MSCI to add China A-Shares to emerging markets index: What does it mean for investors?

The decision brings better representation of the entire Chinese economy

After four years of discussions, on June 20, 2017, MSCI announced a ”yes” decision on including China A-shares in the MSCI Emerging Markets Index, which tracks $1.6 trillion1 worth of assets around the world, and related indexes.2 The decision is seminal because it provides previously unavailable A-share exposure in emerging markets (EMs) and global indexes. The initial weight of China A-shares in the MSCI Emerging Markets Index upon the August 2018 inclusion will be 0.73% (2.49 % in the MSCI China Index), comprising 222 onshore-listed stocks. The number of stocks is higher than the originally proposed 169 stocks in March’s consultation paper.

This change is

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China: Making solid progress on its Five-Year Plan

As the National People’s Congress convenes, we highlight three government priorities to watch

Mike_ShiaoThe annual National People’s Congress (NPC) started on March 5, 2017, with Premier Li Keqiang announcing key economic growth targets and major reform initiatives designed to help China achieve stable growth and become a “moderately prosperous” society by 2020. These announcements are in line with the vision that was laid down two years ago in China’s 13th Five-Year Plan.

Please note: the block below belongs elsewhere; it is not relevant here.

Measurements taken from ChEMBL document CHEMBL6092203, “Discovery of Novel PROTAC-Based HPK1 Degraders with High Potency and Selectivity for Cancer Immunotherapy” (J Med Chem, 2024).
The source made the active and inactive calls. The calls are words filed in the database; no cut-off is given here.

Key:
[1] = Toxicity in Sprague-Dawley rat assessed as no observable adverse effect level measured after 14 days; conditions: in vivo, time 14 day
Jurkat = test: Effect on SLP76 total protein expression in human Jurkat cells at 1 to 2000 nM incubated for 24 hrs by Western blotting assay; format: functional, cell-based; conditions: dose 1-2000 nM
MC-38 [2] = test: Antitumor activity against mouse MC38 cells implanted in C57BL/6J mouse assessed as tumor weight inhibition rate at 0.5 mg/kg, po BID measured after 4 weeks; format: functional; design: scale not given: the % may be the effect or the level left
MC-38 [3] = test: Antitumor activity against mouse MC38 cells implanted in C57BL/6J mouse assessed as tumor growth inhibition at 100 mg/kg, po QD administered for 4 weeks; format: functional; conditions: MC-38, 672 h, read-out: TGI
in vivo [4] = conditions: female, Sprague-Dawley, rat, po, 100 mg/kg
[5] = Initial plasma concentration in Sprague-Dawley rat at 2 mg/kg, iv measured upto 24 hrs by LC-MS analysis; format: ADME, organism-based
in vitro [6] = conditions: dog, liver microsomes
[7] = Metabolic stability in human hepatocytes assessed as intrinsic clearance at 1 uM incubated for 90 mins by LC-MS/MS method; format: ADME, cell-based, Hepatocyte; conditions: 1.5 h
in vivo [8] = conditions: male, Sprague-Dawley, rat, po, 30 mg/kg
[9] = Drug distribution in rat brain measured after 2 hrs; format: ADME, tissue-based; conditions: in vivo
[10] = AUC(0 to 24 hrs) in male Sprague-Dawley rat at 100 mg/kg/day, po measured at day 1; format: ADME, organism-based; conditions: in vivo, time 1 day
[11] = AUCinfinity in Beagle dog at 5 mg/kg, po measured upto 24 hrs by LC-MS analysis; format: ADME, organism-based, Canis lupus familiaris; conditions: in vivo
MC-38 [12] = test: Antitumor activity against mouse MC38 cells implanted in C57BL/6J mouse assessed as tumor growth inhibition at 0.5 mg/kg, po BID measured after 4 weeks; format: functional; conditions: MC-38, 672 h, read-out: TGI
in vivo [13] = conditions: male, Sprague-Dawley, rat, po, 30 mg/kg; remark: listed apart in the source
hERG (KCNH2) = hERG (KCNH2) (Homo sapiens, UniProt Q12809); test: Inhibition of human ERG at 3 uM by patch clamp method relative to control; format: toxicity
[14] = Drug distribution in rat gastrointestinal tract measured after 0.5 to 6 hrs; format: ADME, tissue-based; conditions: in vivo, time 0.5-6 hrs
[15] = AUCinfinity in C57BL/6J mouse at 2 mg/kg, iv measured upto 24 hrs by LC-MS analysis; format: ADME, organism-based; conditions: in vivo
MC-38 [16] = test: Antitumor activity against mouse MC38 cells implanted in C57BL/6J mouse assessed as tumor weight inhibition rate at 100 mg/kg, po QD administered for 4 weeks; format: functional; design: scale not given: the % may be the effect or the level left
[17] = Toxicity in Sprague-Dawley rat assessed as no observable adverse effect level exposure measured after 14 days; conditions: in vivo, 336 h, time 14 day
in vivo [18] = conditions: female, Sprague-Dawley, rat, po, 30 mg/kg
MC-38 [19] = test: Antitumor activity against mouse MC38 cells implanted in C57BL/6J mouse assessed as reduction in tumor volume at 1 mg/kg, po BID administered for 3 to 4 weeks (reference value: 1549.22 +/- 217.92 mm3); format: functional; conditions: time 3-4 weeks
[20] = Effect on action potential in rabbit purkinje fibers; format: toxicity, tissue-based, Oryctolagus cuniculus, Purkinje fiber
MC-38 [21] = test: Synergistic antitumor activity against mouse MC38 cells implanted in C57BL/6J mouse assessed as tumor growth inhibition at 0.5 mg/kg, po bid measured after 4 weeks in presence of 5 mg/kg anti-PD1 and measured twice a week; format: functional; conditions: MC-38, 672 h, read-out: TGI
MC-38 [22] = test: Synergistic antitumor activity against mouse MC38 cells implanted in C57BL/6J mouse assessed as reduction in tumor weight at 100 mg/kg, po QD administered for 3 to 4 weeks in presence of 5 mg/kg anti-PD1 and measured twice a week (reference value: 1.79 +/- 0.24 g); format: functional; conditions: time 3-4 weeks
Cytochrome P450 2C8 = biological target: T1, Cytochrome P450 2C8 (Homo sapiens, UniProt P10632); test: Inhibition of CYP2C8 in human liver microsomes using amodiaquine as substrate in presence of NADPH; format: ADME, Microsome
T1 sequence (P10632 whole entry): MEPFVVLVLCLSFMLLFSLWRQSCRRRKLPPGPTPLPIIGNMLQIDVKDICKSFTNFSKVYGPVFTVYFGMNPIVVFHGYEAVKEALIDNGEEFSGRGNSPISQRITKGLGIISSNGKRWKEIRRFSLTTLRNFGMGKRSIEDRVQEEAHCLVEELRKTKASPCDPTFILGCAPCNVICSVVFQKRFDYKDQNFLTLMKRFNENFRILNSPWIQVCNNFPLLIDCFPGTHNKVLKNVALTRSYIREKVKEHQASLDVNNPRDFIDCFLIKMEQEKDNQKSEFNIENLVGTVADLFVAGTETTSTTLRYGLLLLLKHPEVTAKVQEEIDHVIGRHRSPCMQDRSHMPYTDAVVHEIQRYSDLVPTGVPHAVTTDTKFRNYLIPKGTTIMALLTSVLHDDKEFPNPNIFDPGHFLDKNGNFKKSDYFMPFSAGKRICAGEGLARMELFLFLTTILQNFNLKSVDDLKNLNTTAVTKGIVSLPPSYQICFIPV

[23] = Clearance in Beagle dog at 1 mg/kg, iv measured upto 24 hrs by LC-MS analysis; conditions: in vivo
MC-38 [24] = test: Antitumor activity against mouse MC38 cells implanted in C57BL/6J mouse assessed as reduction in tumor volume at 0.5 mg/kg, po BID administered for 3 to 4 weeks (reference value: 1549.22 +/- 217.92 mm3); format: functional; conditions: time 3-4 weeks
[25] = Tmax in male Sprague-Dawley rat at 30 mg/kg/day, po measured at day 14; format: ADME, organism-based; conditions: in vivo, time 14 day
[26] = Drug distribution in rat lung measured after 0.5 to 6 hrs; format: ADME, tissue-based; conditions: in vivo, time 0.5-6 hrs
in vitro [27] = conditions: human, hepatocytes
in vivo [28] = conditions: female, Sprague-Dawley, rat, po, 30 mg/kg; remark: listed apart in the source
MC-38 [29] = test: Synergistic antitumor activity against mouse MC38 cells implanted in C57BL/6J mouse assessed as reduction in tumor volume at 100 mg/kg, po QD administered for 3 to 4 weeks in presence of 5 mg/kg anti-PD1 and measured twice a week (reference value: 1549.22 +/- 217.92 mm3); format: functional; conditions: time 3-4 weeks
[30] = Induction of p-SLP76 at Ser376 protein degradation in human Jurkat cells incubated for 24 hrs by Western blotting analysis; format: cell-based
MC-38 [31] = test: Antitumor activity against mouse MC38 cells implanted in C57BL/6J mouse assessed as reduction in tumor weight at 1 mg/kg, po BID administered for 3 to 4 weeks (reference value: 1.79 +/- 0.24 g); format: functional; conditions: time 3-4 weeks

China was largely on track with its policy targets in 2016. The economy grew 6.7% (as seen in the table below) while making progress in reducing industrial overcapacity and financial risks. 2017’s key economic targets are designed to build on that progress, with further fine-tuning in growth rates widely expected, to allow room for the Chinese government to proceed with reform issues such as overcapacity and leverage.

The table below compares the key targets announced this year and last year:

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China: Growth, debt and liquidity promise to capture the spotlight

2017 Investment Outlook series

Mike_ShiaoLooking ahead in 2017, the Invesco Equity Investment team in Asia believes the focus of attention for the Chinese economy and equity markets will be on growth, debt and liquidity. We expect China’s policymakers to focus their efforts on near-term growth stability, with reforms taking a secondary role for now. Consumption will continue to be the growth driver. China’s debt problem will linger on, but we see no imminent risk of an economic blowout. We are seeing a shift in loan activity from corporations to consumers, which we see as a positive development for the economy. As for liquidity, the existing Shanghai-Hong Kong Stock Connect and the recently launched Shenzhen-Hong Kong Stock Connect will continue to enhance market accessibility from both north- and southbound channels. In particular, we believe that global investors in offshore Chinese equities will benefit from the strong liquidity in the southbound channel. In this piece, we will explore these three topics in greater depth.

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